Cook got off to a fast start, playing his first seven holes in 6 under highlighted by an eagle on the par-5 fourth hole. He briefly entertained the notion of a sub-60 round after birdies on Nos. 10 and 11 before closing with six pars and a birdie.


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Cook was a relative unknown before his victory at Sea Island earlier this season, but now with the flexibility and confidence afforded by a win he hopes to build on his burgeoning momentum this week in California.

"That was a big, proud moment for myself, knowing that I can finish a tournament," Cook said. "I think it was one of those things that I've proven to myself that now I can do it, and it just meant the world to me."

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Photo: Fleetwood's phone cover is picture of Bjorn

By Jason CrookJanuary 18, 2018, 11:40 pm

There's phone covers and then there are Phone Covers.

Paul Casey has himself a Phone Cover, showing off the protective case that features a picture of his wife at last year's U.S. Open.

Now, it appears, Tommy Fleetwood has joined the movement.

Fleetwood, last year's season-long Race to Dubai winner, has a phone cover with a picture of Ryder Cup captain Thomas Bjorn on it. And not even a current Thomas Bjorn. This is a young Bjorn. A hair-having Bjorn.

@tommyfleetwood_1

A post shared by Alex Noren (@alexnoren1) on

The 26-year-old is a virtual lock for this year's European Ryder Cup team, but just in case, he's carrying around a phone with a picture of the team captain attached to the back of it.

It's a bold strategy, Cotton. Let's see if it pays off for him.

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Mickelson starts fast, fades to 70 at La Quinta

By Will GrayJanuary 18, 2018, 11:07 pm

Phil Mickelson got off to a fast start in his first competitive round of 2018 - for six holes, at least.

The 47-year-old is making his first start since the WGC-HSBC Champions this week at the CareerBuilder Challenge, and only his third competitive appearance since the BMW Championship in September. Four birdies over his first six holes indicated that a strong opener might be in the cards, but Mickelson played his subsequent holes in 2 over.

It added up to a 2-under 70 at La Quinta Country Club, typically the easiest of the three courses in rotation this week, and left Mickelson eight shots behind Jon Rahm.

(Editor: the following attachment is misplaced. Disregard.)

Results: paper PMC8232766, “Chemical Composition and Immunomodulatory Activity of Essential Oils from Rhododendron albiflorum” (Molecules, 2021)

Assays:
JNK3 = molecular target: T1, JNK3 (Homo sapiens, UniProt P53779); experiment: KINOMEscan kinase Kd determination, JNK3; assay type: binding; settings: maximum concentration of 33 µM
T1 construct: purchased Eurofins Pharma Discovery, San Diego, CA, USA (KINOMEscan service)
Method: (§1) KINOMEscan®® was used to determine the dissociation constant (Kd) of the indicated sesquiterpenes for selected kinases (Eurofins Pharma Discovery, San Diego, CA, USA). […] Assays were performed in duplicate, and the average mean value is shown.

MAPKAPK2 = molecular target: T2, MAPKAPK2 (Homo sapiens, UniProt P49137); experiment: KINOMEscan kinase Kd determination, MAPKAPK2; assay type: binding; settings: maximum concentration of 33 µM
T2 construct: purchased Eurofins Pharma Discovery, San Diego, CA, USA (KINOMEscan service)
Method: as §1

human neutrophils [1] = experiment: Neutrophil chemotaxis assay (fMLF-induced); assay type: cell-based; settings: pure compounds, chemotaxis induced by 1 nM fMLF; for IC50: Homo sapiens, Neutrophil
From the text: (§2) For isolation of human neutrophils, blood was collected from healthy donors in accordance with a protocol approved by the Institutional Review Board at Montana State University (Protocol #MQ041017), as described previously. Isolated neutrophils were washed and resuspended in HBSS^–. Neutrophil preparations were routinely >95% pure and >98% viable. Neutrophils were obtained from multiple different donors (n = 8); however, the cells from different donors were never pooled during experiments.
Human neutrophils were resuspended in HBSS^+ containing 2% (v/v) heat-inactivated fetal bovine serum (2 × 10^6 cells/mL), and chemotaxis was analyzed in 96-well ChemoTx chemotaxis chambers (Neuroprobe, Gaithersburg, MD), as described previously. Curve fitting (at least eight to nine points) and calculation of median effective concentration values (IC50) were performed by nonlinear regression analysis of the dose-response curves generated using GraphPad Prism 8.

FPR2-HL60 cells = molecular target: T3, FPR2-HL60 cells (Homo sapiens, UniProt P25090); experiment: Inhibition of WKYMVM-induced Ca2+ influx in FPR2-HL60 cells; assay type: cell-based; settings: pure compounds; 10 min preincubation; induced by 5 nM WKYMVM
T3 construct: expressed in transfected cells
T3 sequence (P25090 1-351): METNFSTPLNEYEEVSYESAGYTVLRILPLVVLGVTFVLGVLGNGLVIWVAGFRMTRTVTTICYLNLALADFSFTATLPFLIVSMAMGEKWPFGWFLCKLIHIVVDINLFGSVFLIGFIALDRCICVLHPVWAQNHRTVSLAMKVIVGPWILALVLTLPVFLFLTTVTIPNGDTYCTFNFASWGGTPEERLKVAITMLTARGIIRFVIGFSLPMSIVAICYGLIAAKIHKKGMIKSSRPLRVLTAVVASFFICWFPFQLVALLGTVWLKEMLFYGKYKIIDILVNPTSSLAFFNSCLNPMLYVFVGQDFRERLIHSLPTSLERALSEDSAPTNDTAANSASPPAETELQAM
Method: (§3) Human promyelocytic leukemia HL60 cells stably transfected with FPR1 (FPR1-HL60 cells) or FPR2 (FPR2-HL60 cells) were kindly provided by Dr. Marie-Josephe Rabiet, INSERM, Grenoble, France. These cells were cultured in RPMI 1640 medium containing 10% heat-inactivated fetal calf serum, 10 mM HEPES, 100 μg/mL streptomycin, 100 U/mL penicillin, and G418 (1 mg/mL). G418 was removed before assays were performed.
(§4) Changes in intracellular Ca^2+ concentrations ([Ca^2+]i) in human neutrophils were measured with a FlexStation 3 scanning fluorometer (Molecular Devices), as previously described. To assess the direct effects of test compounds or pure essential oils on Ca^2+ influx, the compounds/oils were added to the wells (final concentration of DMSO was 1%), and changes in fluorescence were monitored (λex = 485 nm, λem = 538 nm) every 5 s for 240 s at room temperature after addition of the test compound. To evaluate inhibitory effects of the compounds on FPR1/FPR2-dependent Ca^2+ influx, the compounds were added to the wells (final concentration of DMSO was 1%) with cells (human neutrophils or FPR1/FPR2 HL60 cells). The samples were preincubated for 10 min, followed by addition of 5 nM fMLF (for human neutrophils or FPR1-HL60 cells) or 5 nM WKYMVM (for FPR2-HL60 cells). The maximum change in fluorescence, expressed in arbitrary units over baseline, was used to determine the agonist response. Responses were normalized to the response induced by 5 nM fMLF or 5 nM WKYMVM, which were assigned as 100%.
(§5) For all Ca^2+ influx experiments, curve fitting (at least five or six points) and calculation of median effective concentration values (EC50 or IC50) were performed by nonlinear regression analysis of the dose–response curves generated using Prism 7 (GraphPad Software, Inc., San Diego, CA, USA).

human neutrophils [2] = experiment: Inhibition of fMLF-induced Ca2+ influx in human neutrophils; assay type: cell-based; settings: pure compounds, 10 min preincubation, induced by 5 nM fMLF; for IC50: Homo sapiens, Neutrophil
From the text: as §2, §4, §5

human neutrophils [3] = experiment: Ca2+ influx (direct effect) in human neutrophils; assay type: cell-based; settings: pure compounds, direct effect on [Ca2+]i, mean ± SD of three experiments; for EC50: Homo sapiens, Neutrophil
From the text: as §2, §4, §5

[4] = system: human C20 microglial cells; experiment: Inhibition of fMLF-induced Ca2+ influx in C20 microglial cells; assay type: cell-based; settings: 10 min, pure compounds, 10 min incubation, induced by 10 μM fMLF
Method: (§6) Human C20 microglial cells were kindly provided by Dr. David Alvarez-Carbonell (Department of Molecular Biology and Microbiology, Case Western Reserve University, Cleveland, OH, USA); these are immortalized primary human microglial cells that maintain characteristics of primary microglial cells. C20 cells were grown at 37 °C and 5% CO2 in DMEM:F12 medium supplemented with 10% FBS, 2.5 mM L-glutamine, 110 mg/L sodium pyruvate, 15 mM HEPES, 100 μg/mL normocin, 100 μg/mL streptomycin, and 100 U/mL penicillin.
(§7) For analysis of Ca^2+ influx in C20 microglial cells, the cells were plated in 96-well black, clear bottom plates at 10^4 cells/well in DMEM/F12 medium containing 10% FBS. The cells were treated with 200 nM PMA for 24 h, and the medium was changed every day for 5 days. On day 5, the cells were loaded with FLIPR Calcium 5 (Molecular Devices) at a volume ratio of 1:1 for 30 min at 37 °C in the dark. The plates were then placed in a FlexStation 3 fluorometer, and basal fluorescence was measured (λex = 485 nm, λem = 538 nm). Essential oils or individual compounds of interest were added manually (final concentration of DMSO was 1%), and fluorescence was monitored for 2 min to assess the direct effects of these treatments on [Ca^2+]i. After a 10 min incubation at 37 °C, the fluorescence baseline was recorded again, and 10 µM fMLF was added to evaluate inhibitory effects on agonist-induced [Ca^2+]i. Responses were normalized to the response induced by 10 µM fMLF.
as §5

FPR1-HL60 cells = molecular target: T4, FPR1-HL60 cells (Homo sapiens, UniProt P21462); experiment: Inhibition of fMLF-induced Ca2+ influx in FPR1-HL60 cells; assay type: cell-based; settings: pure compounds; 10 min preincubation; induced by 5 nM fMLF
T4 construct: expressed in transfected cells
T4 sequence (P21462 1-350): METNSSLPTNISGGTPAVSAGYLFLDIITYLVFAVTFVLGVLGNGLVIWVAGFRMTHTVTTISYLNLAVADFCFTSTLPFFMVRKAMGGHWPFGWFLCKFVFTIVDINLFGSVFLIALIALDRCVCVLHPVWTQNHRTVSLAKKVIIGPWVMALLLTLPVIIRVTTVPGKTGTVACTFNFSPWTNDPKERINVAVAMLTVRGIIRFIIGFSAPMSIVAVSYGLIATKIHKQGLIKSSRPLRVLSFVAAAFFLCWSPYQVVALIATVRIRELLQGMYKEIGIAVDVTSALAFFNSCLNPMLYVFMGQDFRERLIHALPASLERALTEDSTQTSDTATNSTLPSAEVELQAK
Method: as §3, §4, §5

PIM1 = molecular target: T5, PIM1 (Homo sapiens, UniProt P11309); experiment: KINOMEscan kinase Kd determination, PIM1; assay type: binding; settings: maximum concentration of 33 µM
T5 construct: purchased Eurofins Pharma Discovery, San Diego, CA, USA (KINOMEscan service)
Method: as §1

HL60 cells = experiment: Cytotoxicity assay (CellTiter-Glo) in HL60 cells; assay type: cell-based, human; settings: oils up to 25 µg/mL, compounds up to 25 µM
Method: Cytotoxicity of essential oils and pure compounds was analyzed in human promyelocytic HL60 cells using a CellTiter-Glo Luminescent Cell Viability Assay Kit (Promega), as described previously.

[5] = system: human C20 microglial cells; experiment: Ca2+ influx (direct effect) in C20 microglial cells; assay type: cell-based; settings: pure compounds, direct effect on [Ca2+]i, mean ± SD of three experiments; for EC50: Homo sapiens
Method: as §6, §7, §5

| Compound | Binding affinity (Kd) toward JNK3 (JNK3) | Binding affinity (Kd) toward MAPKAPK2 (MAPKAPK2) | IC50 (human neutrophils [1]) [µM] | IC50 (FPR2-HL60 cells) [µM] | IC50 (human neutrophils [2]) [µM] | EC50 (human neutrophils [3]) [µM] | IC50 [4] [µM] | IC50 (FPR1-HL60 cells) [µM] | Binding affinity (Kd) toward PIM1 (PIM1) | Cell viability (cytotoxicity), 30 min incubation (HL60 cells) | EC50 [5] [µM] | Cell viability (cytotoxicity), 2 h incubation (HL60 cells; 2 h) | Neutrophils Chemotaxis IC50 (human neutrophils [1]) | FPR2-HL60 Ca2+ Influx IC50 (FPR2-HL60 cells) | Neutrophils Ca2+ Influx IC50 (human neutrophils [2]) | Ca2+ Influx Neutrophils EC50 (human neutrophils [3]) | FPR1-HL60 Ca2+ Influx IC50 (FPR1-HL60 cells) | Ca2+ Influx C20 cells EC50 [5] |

"It was fun to get back out and be competitive," Mickelson told reporters. "I for some reason am stuck on 70 here at La Quinta, whether I get off to a good start or a bad one, I end up shooting the same score."


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Mickelson stunted his momentum with a tee shot out of bounds on the par-4 eighth hole, but he managed to save bogey and otherwise drove the ball relatively well. Instead, he pointed to his normally reliable iron play as the culprit for his back-nine backslide on a day when more than 120 players in the 156-man field broke par.

Mickelson will now head to the Nicklaus Tournament Course with the Stadium Course on tap for Saturday's third round. While there were several low scores Thursday at La Quinta, Mickelson remains bullish about the birdie opportunities that still lie ahead.

"This isn't the course where I go low on," Mickelson said. "I feel more comfortable on Stadium and Nicklaus. Neither of them are nearly as tight and I tend to score a lot lower on those other two than I do here, historically."

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Rahm (62) shoots career low round at CareerBuilder

By Will GrayJanuary 18, 2018, 10:33 pm

After a banner year in 2017, Jon Rahm found a way to add yet another accolade to his growing list of accomplishments during the opening round of the CareerBuilder Challenge.

Rahm got off to a fast start at La Quinta Country Club, playing his first seven holes in 6 under en route to a 10-under 62. The score marked his career low on the PGA Tour by two shots and gave him an early lead in an event that utilizes a three-course rotation.

La Quinta was the site of Adam Hadwin's 59 during last year's event, and Rahm knew full well that a quick start opened the door to a memorably low score.

"Any time you have that going for you, you get thoughts come in your head, 60, maybe 59," Rahm told reporters. "I knew that if I kept playing good I was going to have more birdie opportunities, and I tried not to get ahead of myself and I was able to do it."


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Rahm birdied his first two holes before an eagle on the par-5 fifth hole sparked him to an outward 30. He added four more birdies on the inward half without dropping a shot.

The Spaniard is the highest-ranked player in the field this week, and while many players opted for a two-week stint in Hawaii he instead came home for some practice after opening the new year with a runner-up finish at the Sentry Tournament of Champions. That decision appears to have paid some early dividends as Rahm gets set to defend a PGA Tour title for the first time next week at Torrey Pines.

Low scores were plentiful on all three courses during the opening round, and Rahm remained pleased with his effort even though he fell short of matching Hadwin's sub-60 score from a year ago.

"That's golf. You're not going to make every single putt, you're not going to hit every shot perfect," he said. "Overall, you've got to look at the bigger picture. I birdied the last hole, had a couple of great sand saves coming in, shot 10 under par. There's not much more I can ask for."